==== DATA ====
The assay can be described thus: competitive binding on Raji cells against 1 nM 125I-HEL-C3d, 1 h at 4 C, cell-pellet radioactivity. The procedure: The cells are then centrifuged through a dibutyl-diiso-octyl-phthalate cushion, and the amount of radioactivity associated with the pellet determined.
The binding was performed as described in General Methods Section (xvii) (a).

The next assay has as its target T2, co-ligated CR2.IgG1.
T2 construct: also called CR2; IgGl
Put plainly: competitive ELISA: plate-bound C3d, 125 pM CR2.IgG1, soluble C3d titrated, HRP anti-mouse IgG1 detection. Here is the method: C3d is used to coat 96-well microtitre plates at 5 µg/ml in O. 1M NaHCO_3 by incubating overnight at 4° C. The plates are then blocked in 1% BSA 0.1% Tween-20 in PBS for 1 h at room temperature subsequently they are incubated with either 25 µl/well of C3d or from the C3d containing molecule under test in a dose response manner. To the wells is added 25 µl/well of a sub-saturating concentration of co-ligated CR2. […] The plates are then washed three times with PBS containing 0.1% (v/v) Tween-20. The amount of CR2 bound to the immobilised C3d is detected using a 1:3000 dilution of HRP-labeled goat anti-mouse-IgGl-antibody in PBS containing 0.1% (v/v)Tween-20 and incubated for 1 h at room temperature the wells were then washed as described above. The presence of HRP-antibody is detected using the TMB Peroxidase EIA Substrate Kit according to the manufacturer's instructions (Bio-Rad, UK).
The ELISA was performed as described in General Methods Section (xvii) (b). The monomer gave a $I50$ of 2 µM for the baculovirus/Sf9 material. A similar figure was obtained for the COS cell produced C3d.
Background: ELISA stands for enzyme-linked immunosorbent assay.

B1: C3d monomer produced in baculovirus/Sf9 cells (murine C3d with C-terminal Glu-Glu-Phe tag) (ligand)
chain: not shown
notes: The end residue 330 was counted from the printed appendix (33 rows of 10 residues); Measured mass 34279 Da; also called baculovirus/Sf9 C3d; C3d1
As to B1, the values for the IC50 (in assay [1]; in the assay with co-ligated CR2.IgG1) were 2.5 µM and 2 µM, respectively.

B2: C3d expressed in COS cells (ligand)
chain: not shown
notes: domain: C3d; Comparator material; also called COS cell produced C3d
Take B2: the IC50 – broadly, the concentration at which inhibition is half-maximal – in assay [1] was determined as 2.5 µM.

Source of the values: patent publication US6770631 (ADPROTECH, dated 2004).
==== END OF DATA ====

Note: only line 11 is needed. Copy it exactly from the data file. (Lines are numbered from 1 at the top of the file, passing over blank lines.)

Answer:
As to B1, the values for the IC50 (in assay [1]; in the assay with co-ligated CR2.IgG1) were 2.5 µM and 2 µM, respectively.